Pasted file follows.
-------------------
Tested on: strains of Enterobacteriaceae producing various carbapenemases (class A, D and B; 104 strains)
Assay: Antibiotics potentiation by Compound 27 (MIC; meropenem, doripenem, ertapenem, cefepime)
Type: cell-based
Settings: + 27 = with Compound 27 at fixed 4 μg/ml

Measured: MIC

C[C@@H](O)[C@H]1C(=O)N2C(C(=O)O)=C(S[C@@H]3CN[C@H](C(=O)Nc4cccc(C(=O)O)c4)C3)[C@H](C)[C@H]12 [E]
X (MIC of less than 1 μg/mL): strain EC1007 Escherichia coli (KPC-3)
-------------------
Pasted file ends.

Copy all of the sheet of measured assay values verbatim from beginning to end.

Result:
Tested on: strains of Enterobacteriaceae producing various carbapenemases (class A, D and B; 104 strains)
Assay: Antibiotics potentiation by Compound 27 (MIC; meropenem, doripenem, ertapenem, cefepime)
Type: cell-based
Settings: + 27 = with Compound 27 at fixed 4 μg/ml

Measured: MIC

C[C@@H](O)[C@H]1C(=O)N2C(C(=O)O)=C(S[C@@H]3CN[C@H](C(=O)Nc4cccc(C(=O)O)c4)C3)[C@H](C)[C@H]12 [E]
X (MIC of less than 1 μg/mL): strain EC1007 Escherichia coli (KPC-3)